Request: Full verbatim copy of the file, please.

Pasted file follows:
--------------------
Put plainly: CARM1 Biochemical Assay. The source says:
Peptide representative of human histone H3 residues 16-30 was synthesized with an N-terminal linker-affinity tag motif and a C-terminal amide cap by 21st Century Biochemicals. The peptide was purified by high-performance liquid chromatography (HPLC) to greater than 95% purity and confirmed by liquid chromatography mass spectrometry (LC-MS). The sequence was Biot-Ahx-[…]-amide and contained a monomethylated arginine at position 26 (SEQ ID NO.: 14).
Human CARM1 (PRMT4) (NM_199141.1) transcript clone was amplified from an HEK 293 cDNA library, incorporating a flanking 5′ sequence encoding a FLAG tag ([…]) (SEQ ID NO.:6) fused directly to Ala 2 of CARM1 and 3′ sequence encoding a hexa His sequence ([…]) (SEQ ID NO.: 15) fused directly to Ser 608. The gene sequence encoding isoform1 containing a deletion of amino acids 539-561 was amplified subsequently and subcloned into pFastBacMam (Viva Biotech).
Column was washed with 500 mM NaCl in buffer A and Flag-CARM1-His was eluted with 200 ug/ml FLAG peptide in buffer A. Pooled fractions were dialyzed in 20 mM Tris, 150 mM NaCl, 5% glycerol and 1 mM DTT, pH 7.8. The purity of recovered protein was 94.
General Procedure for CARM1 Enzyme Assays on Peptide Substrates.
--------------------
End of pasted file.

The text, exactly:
Put plainly: CARM1 Biochemical Assay. The source says:
Peptide representative of human histone H3 residues 16-30 was synthesized with an N-terminal linker-affinity tag motif and a C-terminal amide cap by 21st Century Biochemicals. The peptide was purified by high-performance liquid chromatography (HPLC) to greater than 95% purity and confirmed by liquid chromatography mass spectrometry (LC-MS). The sequence was Biot-Ahx-[…]-amide and contained a monomethylated arginine at position 26 (SEQ ID NO.: 14).
Human CARM1 (PRMT4) (NM_199141.1) transcript clone was amplified from an HEK 293 cDNA library, incorporating a flanking 5′ sequence encoding a FLAG tag ([…]) (SEQ ID NO.:6) fused directly to Ala 2 of CARM1 and 3′ sequence encoding a hexa His sequence ([…]) (SEQ ID NO.: 15) fused directly to Ser 608. The gene sequence encoding isoform1 containing a deletion of amino acids 539-561 was amplified subsequently and subcloned into pFastBacMam (Viva Biotech).
Column was washed with 500 mM NaCl in buffer A and Flag-CARM1-His was eluted with 200 ug/ml FLAG peptide in buffer A. Pooled fractions were dialyzed in 20 mM Tris, 150 mM NaCl, 5% glycerol and 1 mM DTT, pH 7.8. The purity of recovered protein was 94.
General Procedure for CARM1 Enzyme Assays on Peptide Substrates.